The emergence of electron tomography as a tool for three dimensional structure determination
of cells and tissues has brought its own challenges for the preparation of thick sections.
High pressure freezing in combination with freeze substitution provides the best method
for obtaining the largest volume of well-preserved tissue. However, for deeply embedded,
heterogeneous, labile tissues needing careful dissection, such as brain, the damage
due to anoxia and excision before cryofixation is significant. We previously demonstrated
that chemical fixation prior to high pressure freezing preserves fragile tissues and
produces superior tomographic reconstructions compared to equivalent tissue preserved
by chemical fixation alone. Here, we provide further characterization of the technique,
comparing the ultrastructure of Flock House Virus infected DL1 insect cells that were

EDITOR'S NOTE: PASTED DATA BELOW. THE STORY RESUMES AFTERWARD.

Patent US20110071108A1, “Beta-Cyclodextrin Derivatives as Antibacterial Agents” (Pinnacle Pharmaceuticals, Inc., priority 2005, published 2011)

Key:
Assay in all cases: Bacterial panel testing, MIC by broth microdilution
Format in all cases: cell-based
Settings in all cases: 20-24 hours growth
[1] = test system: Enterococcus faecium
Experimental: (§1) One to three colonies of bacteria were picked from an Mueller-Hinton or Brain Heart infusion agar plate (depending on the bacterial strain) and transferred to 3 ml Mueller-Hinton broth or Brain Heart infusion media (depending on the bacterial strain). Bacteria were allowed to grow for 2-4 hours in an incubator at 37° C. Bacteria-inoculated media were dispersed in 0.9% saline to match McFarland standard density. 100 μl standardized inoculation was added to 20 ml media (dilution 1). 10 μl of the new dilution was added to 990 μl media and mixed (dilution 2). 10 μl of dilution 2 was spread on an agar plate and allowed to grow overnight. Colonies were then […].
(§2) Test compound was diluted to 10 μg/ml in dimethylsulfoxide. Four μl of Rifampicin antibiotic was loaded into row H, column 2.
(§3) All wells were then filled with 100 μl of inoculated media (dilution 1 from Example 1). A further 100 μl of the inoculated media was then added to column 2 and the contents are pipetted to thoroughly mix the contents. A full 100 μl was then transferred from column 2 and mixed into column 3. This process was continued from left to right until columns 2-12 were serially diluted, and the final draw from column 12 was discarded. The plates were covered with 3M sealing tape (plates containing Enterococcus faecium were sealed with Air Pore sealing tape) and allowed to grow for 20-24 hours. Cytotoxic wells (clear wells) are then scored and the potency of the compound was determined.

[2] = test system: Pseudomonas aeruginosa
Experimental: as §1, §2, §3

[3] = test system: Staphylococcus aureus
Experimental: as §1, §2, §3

(1) high pressure frozen without fixation, (2) high pressure frozen following fixation,
and (3) conventionally prepared with aldehyde fixatives. Aldehyde fixation prior to
freezing produces ultrastructural preservation superior to that obtained through chemical
fixation alone that is close to that obtained when cells are fast frozen without fixation.
We demonstrate using a variety of nervous system tissues, including neurons that were
injected with a fluorescent dye and then photooxidized, that this technique provides
excellent preservation compared to chemical fixation alone and can be extended to
selectively stained material where cryofixation is impractical.